“Eyesore’ to become new state office building
BATON ROUGE – A state panel that regulates construction of state buildings has given final approval of plans for a complete overhaul of the former federal government operations building in downtown Shreveport to become the new State Office Building for Northwest Louisiana.
The Office Facility Corporation, which consists of top administration and legislative officials, voted unanimously to strip the existing structure at 500 Fannin Street “to the bones” and build what essentially will be a new building. The Joe D. Waggoner Building housed federal offices and a courtroom for two decades before a new facility was built.
“They’ll clear out the guts of the building” and strip the exterior, leaving only steel and concrete, said Commissioner of Administration Jay Dardenne, who chairs the OFC. The existing parking garage is inadequate, so crews will tear it down and replace it.
Mark Moses, director of the state Office of Facility Planning and Control, said steel and concrete are currently the most expensive building materials, so the state is getting a new building at roughly half the cost of completely new construction. The revamp will cost about $70 million, whereas a new structure that size would cost $140 million.
The preparation work will be complete this year, Moses said, and “early next spring, we’ll begin construction.” Because using the existing structure cuts construction costs in half of what it would cost to start from scratch, the state will use existing funds to start the project rather than sell bonds.
Getting the situation to this point was neither quick nor easy, said Rep. Cedric Glover. The overwhelming majority of the NWLA legislative delegation aggressively opposed the adaptive repurposing of the former federal building for a number of years.
“Most opposition appeared to be based upon erroneous information shared regarding the suitability of the 50-year-old structure for continued use,” Glover said.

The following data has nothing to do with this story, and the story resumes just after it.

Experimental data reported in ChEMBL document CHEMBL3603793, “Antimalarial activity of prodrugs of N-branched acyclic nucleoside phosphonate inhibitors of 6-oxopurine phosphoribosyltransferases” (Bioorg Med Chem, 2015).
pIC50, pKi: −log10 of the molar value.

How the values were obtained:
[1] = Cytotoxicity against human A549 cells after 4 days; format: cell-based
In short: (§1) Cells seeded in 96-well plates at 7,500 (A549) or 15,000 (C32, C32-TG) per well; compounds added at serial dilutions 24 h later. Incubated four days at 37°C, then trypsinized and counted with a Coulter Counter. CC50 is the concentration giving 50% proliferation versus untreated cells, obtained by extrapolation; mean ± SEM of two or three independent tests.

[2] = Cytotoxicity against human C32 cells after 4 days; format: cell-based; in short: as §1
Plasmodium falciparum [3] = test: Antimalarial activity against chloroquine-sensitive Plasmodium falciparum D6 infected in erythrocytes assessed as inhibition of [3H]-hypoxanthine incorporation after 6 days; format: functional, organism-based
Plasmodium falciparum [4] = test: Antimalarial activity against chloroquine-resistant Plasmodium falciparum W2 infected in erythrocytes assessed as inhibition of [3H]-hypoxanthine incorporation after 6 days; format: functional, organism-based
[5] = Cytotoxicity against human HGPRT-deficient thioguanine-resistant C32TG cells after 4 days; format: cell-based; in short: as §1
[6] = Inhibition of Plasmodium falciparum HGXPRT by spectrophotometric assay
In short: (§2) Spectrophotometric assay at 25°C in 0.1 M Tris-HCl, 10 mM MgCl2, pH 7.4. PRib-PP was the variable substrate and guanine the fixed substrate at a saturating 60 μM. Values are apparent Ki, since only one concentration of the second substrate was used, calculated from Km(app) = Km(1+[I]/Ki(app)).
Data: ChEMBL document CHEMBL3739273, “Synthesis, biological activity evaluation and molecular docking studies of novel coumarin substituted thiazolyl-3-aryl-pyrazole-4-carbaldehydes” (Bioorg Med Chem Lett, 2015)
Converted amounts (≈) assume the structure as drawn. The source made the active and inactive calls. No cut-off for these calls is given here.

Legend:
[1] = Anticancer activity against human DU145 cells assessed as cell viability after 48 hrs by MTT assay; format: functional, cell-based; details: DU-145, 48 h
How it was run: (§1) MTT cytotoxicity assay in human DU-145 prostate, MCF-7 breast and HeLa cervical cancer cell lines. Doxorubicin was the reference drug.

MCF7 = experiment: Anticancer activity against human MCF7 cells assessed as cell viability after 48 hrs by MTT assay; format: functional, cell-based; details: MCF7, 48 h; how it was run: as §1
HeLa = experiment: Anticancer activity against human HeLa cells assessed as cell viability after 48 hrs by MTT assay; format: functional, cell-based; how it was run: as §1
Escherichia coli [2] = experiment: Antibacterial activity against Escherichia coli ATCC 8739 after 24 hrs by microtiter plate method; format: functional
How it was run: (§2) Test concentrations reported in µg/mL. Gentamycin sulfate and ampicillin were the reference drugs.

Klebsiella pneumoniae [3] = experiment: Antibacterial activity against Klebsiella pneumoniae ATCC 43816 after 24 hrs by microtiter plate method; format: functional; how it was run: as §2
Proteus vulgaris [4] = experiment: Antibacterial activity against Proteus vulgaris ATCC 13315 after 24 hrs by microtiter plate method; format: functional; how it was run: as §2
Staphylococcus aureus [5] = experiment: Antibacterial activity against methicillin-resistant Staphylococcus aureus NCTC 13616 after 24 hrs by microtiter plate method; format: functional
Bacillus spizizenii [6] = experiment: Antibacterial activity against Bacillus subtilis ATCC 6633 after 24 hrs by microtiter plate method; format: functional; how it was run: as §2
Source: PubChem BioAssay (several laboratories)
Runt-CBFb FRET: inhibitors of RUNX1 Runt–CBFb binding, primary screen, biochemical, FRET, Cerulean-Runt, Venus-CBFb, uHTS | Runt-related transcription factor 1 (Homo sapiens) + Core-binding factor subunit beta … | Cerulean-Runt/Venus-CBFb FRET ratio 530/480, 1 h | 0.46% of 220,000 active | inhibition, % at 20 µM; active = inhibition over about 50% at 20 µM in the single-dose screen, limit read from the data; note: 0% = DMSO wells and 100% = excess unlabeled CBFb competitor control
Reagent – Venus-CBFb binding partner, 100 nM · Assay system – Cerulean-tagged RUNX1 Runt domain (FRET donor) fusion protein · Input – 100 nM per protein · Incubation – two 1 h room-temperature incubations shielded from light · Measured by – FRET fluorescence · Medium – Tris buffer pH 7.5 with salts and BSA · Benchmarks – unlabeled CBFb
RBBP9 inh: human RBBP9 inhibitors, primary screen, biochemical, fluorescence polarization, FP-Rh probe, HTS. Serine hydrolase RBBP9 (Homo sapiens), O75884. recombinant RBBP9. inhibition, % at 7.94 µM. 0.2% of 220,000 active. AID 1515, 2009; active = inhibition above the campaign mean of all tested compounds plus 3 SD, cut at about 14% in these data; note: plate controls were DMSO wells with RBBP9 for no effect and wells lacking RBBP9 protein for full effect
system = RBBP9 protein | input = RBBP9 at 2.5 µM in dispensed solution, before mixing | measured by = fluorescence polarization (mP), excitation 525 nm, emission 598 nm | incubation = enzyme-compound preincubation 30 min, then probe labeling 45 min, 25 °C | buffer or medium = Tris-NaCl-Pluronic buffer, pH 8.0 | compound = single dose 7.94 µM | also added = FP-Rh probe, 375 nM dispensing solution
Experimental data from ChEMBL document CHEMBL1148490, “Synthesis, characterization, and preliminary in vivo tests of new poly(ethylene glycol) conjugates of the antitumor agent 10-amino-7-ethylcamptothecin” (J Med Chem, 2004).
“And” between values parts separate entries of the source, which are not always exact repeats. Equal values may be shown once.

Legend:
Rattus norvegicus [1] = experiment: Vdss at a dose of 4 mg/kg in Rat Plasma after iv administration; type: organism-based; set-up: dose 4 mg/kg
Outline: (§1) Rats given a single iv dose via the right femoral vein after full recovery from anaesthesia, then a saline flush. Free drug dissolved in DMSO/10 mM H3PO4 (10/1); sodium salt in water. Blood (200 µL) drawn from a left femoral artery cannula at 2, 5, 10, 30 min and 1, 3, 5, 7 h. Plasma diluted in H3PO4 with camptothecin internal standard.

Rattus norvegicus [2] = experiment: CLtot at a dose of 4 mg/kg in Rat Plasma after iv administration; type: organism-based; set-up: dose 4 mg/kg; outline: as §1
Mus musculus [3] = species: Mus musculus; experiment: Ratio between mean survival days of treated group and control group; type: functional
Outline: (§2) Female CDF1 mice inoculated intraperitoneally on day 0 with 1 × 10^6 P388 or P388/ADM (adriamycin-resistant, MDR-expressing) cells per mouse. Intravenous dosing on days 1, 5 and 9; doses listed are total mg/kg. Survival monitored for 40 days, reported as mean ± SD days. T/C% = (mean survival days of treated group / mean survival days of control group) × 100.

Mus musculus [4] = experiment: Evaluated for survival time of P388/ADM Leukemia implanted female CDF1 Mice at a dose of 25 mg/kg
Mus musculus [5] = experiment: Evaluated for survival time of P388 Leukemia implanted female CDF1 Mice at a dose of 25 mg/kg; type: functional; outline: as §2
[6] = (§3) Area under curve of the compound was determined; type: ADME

In response to the objections lodged in a letter by Sen. Barrow Peacock and co-signed by almost every member of the Northwest Louisiana Delegation, state building officials hired Shreveport-based engineers and architects to inspect the building.
The survey found that the structure was sound but the garage should be demolished and a much larger garage be built. Any problems with the current structure –including a leaky roof and exterior problems – would disappear when crews strip it to the steel frame and rebuild as an essentially new building.
“It is our belief that despite the current lack of care and maintenance, which resulted in leaky roofs and associated mold and damage to the interior, this building is in structurally good condition,” the consultants’ report says. “The damage seen appears to be repairable without costs significant to the overall project. The building structure, with minor modification, meets current design codes, including the seismic criteria.
“Once the building is reconstructed, it will be an excellent high quality office building with a long and useful life that will replace an aging deteriorating eyesore and bring life and vibrancy back to an area of downtown in which it is desperately needed,” the assessment concludes.
Glover, D-Shreveport, and Mills, R-Minden, led the effort that helped to dispel what Glover termed “false and baseless information” and formed the basis of a bipartisan and biracial legislative coalition that allowed the project to come to fruition.
“The adaptive repurposing of the former downtown federal building is a win for our region at so many levels,” Glover said. “The structure has been empty for eight more years than it was occupied, with no visible or viable prospects on the horizon to return it to commerce. “
At Glover’s request, the Division of Administration developed a chart comparing the advantages of rebuilding on the Fannin Street site and building and new structure. The chart shows the two proposals equal in operations and maintenance, technology, employee work environment, sustainability and energy, service to the public and design.
But the completely new structure fell short in affordability, time of construction, and location immediately adjacent to existing state-managed facilities. Whether the new structure would be located in Shreveport’s Central Business District and address downtown blight is questionable, the chart shows.
“Building a new state building at twice the cost while leaving a still empty, but perfectly reusable former federal building at 500 Fannin Street would be an assault on the best interests of the people of Louisiana,” Glover said. “I’m delighted that we have instead chosen to make a historically high state investment into downtown Shreveport. An investment that will literally alter the landscape and skyline of downtown Shreveport for decades yet to come.”
Regarding the architectural drawings, Glover stated, “The images represent Option 1 for the new NWLA State Office Building as rendered by the team led by Shreveport-based architect Christopher Coe. No final version of the edifice has been selected or approved by the state. As the upcoming legislative session approaches, I look forward to hosting town hall meetings to provide additional information and receive feedback from those interested.”